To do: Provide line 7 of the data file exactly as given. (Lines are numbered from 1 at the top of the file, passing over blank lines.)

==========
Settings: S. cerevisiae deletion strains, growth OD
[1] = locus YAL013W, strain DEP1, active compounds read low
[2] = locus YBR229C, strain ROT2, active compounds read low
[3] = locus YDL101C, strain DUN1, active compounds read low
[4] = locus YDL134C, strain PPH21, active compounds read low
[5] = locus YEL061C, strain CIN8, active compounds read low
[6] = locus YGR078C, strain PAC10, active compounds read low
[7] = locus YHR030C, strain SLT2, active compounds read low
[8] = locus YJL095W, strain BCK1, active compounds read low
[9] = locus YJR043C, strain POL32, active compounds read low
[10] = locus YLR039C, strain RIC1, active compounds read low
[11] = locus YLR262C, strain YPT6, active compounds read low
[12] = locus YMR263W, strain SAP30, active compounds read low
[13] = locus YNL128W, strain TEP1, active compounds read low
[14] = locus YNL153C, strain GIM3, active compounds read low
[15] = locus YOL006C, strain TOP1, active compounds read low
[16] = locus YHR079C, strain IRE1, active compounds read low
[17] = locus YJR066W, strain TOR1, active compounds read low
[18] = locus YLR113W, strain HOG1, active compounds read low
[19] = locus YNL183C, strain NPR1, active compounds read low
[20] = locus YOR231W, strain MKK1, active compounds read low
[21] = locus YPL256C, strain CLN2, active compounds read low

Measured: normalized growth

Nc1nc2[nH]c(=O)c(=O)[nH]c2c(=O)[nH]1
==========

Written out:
[6] = locus YGR078C, strain PAC10, active compounds read low